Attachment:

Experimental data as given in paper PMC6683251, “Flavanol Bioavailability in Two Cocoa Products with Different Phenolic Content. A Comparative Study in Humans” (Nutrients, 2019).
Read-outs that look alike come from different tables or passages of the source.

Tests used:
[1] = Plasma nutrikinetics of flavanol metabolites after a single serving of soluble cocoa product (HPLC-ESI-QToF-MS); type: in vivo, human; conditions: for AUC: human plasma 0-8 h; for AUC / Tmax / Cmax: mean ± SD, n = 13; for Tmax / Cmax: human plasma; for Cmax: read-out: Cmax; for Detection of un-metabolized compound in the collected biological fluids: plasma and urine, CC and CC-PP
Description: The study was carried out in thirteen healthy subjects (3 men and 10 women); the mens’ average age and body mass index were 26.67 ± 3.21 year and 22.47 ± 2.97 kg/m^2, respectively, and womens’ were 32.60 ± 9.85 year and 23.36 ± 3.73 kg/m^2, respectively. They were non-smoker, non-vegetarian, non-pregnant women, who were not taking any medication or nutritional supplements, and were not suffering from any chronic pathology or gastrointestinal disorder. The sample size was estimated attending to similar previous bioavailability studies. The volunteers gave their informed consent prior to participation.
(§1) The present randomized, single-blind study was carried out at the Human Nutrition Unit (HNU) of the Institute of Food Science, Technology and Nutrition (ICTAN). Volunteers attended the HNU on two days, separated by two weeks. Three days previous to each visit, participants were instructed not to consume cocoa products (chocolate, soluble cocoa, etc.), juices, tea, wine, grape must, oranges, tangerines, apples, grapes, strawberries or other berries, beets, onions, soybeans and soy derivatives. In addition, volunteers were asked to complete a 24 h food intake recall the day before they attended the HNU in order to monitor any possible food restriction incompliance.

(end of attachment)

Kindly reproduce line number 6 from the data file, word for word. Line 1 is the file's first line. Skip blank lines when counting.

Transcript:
(§1) The present randomized, single-blind study was carried out at the Human Nutrition Unit (HNU) of the Institute of Food Science, Technology and Nutrition (ICTAN). Volunteers attended the HNU on two days, separated by two weeks. Three days previous to each visit, participants were instructed not to consume cocoa products (chocolate, soluble cocoa, etc.), juices, tea, wine, grape must, oranges, tangerines, apples, grapes, strawberries or other berries, beets, onions, soybeans and soy derivatives. In addition, volunteers were asked to complete a 24 h food intake recall the day before they attended the HNU in order to monitor any possible food restriction incompliance.